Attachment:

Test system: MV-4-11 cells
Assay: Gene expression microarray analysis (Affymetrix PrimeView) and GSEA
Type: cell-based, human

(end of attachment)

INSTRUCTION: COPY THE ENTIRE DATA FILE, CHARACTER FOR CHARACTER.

Test system: MV-4-11 cells
Assay: Gene expression microarray analysis (Affymetrix PrimeView) and GSEA
Type: cell-based, human